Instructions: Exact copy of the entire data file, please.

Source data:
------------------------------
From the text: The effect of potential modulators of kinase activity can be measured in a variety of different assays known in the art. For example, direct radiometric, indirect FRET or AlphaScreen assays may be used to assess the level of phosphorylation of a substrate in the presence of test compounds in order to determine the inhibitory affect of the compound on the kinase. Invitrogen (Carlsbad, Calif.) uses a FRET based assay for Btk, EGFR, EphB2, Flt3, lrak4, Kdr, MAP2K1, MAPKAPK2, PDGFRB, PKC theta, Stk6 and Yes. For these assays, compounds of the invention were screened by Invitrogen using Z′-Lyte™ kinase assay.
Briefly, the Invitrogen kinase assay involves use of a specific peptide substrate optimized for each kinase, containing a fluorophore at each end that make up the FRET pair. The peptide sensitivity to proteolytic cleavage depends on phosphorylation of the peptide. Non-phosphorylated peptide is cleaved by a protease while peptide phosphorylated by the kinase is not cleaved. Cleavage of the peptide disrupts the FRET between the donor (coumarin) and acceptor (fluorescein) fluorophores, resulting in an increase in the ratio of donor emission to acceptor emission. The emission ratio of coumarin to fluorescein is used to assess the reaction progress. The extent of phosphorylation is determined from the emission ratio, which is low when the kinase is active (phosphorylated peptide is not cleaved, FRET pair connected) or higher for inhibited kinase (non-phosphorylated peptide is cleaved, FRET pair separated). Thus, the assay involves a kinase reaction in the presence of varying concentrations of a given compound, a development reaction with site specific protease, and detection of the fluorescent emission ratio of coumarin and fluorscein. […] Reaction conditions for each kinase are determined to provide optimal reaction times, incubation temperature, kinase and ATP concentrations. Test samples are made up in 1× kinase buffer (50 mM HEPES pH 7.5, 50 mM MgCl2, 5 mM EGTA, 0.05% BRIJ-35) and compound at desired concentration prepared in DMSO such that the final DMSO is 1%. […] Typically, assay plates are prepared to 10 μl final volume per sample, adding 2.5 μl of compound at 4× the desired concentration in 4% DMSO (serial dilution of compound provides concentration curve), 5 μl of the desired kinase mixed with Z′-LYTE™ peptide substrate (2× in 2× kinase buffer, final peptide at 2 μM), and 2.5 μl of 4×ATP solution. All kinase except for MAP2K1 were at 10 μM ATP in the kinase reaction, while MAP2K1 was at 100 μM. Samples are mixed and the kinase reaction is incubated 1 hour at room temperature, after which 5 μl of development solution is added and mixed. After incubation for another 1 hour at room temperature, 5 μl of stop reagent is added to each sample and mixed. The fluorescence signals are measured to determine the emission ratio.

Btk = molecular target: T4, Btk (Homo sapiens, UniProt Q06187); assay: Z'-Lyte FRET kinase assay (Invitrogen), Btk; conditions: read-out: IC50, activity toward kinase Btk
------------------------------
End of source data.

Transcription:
From the text: The effect of potential modulators of kinase activity can be measured in a variety of different assays known in the art. For example, direct radiometric, indirect FRET or AlphaScreen assays may be used to assess the level of phosphorylation of a substrate in the presence of test compounds in order to determine the inhibitory affect of the compound on the kinase. Invitrogen (Carlsbad, Calif.) uses a FRET based assay for Btk, EGFR, EphB2, Flt3, lrak4, Kdr, MAP2K1, MAPKAPK2, PDGFRB, PKC theta, Stk6 and Yes. For these assays, compounds of the invention were screened by Invitrogen using Z′-Lyte™ kinase assay.
Briefly, the Invitrogen kinase assay involves use of a specific peptide substrate optimized for each kinase, containing a fluorophore at each end that make up the FRET pair. The peptide sensitivity to proteolytic cleavage depends on phosphorylation of the peptide. Non-phosphorylated peptide is cleaved by a protease while peptide phosphorylated by the kinase is not cleaved. Cleavage of the peptide disrupts the FRET between the donor (coumarin) and acceptor (fluorescein) fluorophores, resulting in an increase in the ratio of donor emission to acceptor emission. The emission ratio of coumarin to fluorescein is used to assess the reaction progress. The extent of phosphorylation is determined from the emission ratio, which is low when the kinase is active (phosphorylated peptide is not cleaved, FRET pair connected) or higher for inhibited kinase (non-phosphorylated peptide is cleaved, FRET pair separated). Thus, the assay involves a kinase reaction in the presence of varying concentrations of a given compound, a development reaction with site specific protease, and detection of the fluorescent emission ratio of coumarin and fluorscein. […] Reaction conditions for each kinase are determined to provide optimal reaction times, incubation temperature, kinase and ATP concentrations. Test samples are made up in 1× kinase buffer (50 mM HEPES pH 7.5, 50 mM MgCl2, 5 mM EGTA, 0.05% BRIJ-35) and compound at desired concentration prepared in DMSO such that the final DMSO is 1%. […] Typically, assay plates are prepared to 10 μl final volume per sample, adding 2.5 μl of compound at 4× the desired concentration in 4% DMSO (serial dilution of compound provides concentration curve), 5 μl of the desired kinase mixed with Z′-LYTE™ peptide substrate (2× in 2× kinase buffer, final peptide at 2 μM), and 2.5 μl of 4×ATP solution. All kinase except for MAP2K1 were at 10 μM ATP in the kinase reaction, while MAP2K1 was at 100 μM. Samples are mixed and the kinase reaction is incubated 1 hour at room temperature, after which 5 μl of development solution is added and mixed. After incubation for another 1 hour at room temperature, 5 μl of stop reagent is added to each sample and mixed. The fluorescence signals are measured to determine the emission ratio.

Btk = molecular target: T4, Btk (Homo sapiens, UniProt Q06187); assay: Z'-Lyte FRET kinase assay (Invitrogen), Btk; conditions: read-out: IC50, activity toward kinase Btk